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by Peter Moskos

January 11, 2009

BART Shooting (II)

Here's a link to a The Raw Story and clearer video of the police-involved shooting of Oscar Grant on a Bay Area BART station. Thanks to Ta-Nehisi Coates's blog for the link.

In court, the officer’s actions will be judged by the standard of a “reasonable police officer.” It does not matter what the people shouting for the BART train felt. In fact, their shouting undoubtedly contributed to the general sense of danger the officer felt.

My guess... but I don’t know (let’s remember that none of us know; we weren’t there)... My guess is that the officer will be charged and criminally convicted of something like manslaughter that is based on negligence but not dependent on intent.

Is this a racial issue? Yes and no. No, police don’t go out saying let’s kill black people. In this situation, would white frat boys have been treated differently by police? Who can say for sure. It always depends on the situation. But it's very likely.

Anybody who thinks that police behavior isn’t affected by race and class is crazy. In different neighborhoods, both the the public and the police act differently. Don't think for a second that all police act like the police you know and see and deal with.

A few points on guns:

1) Police handguns (at least all the ones I know) do not have a safety.

2) Guns fire when the trigger is pulled. You may accidentally pull the trigger. But guns don’t “accidentally” fire. That’s important to remember. Your finger shouldn’t be on the trigger unless you’re taking aim and are seriously considering shooting. As a police officer, you are responsible for each discharge. Period.

3) In most jurisdictions, pulling a gun from the holster is not considered “use of force.” In my time on the street, I probably had my gun out of its holster every other shift. But I only pointed it at somebody two or three times. And I never pulled the trigger.

I was free to pull the gun out whenever I felt the need to. That was very often (say when searching a vacant building).

But when dealing with suspects, the gun is often just an intimidating bluff. If the suspect calls your bluff and nobody’s life is in immediate danger, you can’t shoot them. You have to holster up and pull out something you can actually use as a compliance device. In my case that was mace. And even that I only used once. (But I wasn’t on the street for long.)

Look, this shooting certainly looks terrible. Facts may come out that justify the officer’s action. But I doubt it.


dave h. said...

"But when dealing with suspects, the gun is often just an intimidating bluff. If the suspect calls your bluff and nobody’s life is in immediate danger, you can’t shoot them."

True enough. In this case, I'm just perplexed at why the gun came out at all. I have to deal w/ suspects on the ground occasionally (that's where you want them, if they are resisting, a flight risk, etc.) and I have come to the conclusion that having something in your hand at that point can be more of a hinderance. Why did the BART officer's gun come out at all? That will be the pertinent question.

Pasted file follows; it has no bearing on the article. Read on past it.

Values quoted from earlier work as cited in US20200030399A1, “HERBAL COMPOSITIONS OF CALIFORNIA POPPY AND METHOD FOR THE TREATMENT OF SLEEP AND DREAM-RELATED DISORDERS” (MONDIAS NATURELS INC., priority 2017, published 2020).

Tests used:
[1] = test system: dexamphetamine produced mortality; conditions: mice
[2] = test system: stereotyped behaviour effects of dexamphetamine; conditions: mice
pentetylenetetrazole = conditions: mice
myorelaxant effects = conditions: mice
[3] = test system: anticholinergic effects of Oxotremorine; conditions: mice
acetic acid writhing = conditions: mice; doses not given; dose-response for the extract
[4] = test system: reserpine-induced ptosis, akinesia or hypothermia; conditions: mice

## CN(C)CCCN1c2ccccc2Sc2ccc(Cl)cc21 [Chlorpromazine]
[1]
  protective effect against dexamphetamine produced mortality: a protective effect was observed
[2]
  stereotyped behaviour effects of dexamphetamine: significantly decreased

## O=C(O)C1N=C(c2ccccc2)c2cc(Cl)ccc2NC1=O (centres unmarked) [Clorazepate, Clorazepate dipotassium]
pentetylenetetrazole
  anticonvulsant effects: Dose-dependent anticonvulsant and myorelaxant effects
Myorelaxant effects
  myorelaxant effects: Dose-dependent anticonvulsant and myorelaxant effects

Anonymous said...

This may come across as an extremely naive question, but do police officers really need to carry pistols to do the job in the US and Canada? My understanding is that in the UK the cops don't carry guns. The cops call in a special team of officers if firearms are required. I heard that London the cops were polled about carrying pistols in the future and most disapproved. The Royal Newfoundland Constabulary only started carrying guns in 1998. Your thoughts, Peter.

PCM said...

The UK has tough gun control laws. There just aren't that many guns in the public's hands there.

The level of gun ownership here in the U.S. is massive. Too many criminals (and non-criminals) have guns. Police can't go into almost every situation at such a disadvantage.

That being said, it would be an interesting experiment in theory.
I do suspect that not having guns would make police police better!

But I would not be willing to find that out at the cost of police officers' lives.

Frankly, the thought of policing without a gun in Baltimore's Eastern District would terrify me. But then there are (non-paid) New York Auxiliary Police who police in uniform without guns. Granted they're answering calls or put in situations where conflict is expected. But it isn't absolutely impossible.

PCM said...

Dave, I have no idea why the gun came out. Maybe he saw something something unrelated to Oscar Grant?

And yes, you're right. In close quarters, the gun can be a big disadvantage because it effectively takes away one hand. I mean, you can always whack a guy over the head with a gun, but that is not recommended.

gswift said...

I have no idea why the gun came out.

Look at the way he looks down at his belt after the shot. To me he looks surprised and confused by the gunshot. I continue to think that he meant to use his taser.

PCM said...

But had he been using the Taser (correctly), he would have given a verbal warning before pulling the trigger.

gswift said...

Sure. Every time I watch that video though, my impression is of surprise from both him and the other officers. I haven't heard or read anything that said if he carried his taser on his strong side.

I personally think strong side taser carry is madness. I suck at manipulating that thing with my left hand, but I keep it weak side in a cross draw.

PCM said...

Can you even fit both weapons on one side?

I kept my baton on my weak side, I guess where the Taser could go. The holster position is the only place you can put the straight baton so it doesn't get in the way when you ran.

I'm glad I didn't have any more crap on my belt. I tried hard (and succeeded) to keep the back my belt empty to avoid bringing on the back pain.